Saturday, March 27, 2021

The Suez Canal

(This is all from memory. Any difference between what I remember and how things are is what it is. Suck it up.)

You've probably read about the M/V Ever Given getting stuck in the Suzed Canal just north of the Red Sea.

The Suez Canal was closed for eight years following the Six Day War, both by ships and bridges destroyed and by mines. Several ships were stuck there (the Yellow Fleet). After the Yom Kippur War, by international agreement, the wreckage and mines were cleared and the Canal was reopened. The first convoy through was largely ceremonial. By tradition, transiting warships lead every convoy. For the ceremonial convoy, the first ship was an Egyptian destroyer. The second ship was the heavy cruiser USS Little Rock, which was a bit of a shock to the Soviet Navy officers there. The USSR regarded Egypt as a near-client state, but it hadn't been the Russians who cleared the Canal of ordnance. When a reporter asked a Russian officer the name of the American warship, he said "the USS Surprise".

Convoys, led by any transiting warhip(s), assemble off Port Said in the Med and Port Suez in the Red Sea. The southbound convoy starts first and sails through the northern part of the canal to the Great Bitter Lake. That convoy anchors there for several hours while the northbound convoy passes by. Then the southbound convoy weighs anchor and finishes the transit.

So this is no shit:

There was an American warship which was transiting south. The first thing that went wrong was that the Captain got confused as to when the ship should enter the Canal. The entrance to the Canal at Port Said was lined with stone seawalls that extended about three miles into the Med. The ship entered the entrance and was ordered to get the fuck back out, as the northbound convoy was approaching. Turning around in that narrow channel was an interesting evolution. On the seawall was a shack that had guards or maybe the Canal pilots. As the ship jockeyed to turn around, the bow of the ship came very close to the guardshack, to the point that the men inside ran down the seawall.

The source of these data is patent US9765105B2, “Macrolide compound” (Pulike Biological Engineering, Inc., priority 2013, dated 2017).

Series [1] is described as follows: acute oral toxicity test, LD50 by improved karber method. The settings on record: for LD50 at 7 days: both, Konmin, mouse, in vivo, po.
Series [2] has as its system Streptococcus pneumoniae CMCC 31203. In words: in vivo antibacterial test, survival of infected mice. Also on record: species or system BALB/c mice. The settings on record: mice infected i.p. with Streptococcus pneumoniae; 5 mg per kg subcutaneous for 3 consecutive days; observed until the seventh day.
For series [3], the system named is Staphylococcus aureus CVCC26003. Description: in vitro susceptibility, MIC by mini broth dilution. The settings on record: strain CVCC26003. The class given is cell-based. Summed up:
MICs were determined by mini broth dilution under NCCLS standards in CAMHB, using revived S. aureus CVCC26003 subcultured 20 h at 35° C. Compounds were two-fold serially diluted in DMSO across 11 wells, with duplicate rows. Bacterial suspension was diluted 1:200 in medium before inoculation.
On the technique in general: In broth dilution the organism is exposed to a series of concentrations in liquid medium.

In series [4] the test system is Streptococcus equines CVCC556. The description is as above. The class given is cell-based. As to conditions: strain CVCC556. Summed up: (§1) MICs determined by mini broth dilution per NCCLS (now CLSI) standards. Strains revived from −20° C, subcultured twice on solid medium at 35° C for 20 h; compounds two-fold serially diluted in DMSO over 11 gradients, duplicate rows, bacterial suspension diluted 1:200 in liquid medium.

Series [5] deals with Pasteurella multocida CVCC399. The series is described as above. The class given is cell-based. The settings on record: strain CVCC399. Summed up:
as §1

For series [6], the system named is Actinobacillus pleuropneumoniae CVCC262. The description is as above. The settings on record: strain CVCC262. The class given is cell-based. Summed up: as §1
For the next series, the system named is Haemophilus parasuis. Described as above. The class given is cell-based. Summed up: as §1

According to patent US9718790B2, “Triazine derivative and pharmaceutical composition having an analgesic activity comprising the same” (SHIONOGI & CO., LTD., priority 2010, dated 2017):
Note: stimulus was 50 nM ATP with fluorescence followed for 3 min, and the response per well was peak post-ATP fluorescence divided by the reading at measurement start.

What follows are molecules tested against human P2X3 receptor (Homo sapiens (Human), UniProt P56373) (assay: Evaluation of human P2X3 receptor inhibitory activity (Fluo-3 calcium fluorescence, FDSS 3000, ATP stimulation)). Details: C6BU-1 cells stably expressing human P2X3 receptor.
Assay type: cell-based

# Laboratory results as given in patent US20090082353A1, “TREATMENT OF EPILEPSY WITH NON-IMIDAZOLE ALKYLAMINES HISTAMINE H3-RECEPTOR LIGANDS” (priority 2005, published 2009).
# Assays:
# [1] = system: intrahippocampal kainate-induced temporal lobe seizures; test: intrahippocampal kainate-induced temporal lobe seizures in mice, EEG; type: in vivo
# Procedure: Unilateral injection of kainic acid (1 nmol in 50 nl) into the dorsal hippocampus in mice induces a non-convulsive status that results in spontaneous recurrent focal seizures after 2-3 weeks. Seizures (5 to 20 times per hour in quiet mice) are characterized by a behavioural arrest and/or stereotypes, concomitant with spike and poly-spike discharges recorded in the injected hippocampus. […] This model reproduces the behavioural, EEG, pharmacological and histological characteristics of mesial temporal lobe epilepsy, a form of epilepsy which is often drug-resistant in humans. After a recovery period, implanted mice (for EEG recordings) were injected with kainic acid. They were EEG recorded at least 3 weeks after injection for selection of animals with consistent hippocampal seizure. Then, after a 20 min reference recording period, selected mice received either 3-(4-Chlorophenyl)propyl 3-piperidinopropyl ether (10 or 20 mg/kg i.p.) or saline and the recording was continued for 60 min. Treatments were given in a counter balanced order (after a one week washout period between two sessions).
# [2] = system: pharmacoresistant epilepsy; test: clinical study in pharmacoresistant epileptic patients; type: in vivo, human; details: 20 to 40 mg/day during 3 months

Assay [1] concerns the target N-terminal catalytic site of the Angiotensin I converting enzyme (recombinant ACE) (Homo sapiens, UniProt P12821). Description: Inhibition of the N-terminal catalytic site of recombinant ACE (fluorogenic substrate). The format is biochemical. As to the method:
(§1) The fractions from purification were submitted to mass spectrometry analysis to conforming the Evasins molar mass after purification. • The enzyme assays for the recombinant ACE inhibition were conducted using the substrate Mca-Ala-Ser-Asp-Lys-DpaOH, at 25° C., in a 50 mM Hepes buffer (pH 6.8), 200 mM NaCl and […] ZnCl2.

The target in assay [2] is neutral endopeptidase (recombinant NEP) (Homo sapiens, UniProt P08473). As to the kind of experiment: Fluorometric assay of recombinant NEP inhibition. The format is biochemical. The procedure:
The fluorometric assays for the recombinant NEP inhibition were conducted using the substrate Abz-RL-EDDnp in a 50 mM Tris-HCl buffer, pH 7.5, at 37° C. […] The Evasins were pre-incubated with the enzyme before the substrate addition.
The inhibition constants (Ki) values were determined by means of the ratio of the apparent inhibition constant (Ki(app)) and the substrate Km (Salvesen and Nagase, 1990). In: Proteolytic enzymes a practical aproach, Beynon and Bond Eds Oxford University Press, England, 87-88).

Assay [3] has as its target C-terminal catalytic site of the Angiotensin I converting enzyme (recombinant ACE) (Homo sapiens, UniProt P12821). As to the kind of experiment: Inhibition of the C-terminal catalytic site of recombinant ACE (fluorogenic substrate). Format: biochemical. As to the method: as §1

The warship went back out into the Med, the Captain fuming away. Once everything got going, the pilot boarded, along with an electrician. A light had to be mounted to the bow that projected two beams of white light, one to each side. The electrican oversaw the installation by the ship's electrican's mates, then he was escorted to the mess decks, where he spent the transit eating and smoking. Follwing the electrician were two line-handlers. The Captain had a conniption fit, but the pilot told him that the line-handlers were part of the package. They also spent the transit smoking and eating. Both the electrician and the line handlers were guarded for the entire time they were aboard.

The ship led the convoy down to the Great Bitter Lake at a blistering speed of maybe eight knots. The transit started during the night. As the sun rose, the crew gawked at the wreckage of two wars which lined the Canal. There were wrecked tanks and antiaircraft guns.

When the convoy reached the Great Bitter Lake, all of the ships in the convoy anchored and waited for the northbound convoy sail by. Most of the Bridge crew immediately headed for their racks to get some sleep. Once the other convoy passed, the southbound convoy got underway and finished the transit. At the mouth of the Canal, a boat came by to collect the pilot, the electrian (and his light) and the line-handlers (all of whom left with packs of cigarettes stuffed in their pockets).

The northbound transit, some time later, was like a walk in the park. The attitude was "ok, just another canal transit."


none said...

I was aboard the 2nd USN ship (USS Brownson DD868)headed north after the opening. Hot, miserable, the water was so saline we had to shut the evaporators down midway. Going topside during the transit, I noticed that the tank on the east bank had a functioning turret, because it tracked us. This was in 1975.

0_0 said...

I didn't know that bit about the USS Little Rock and the cleanup; thanks.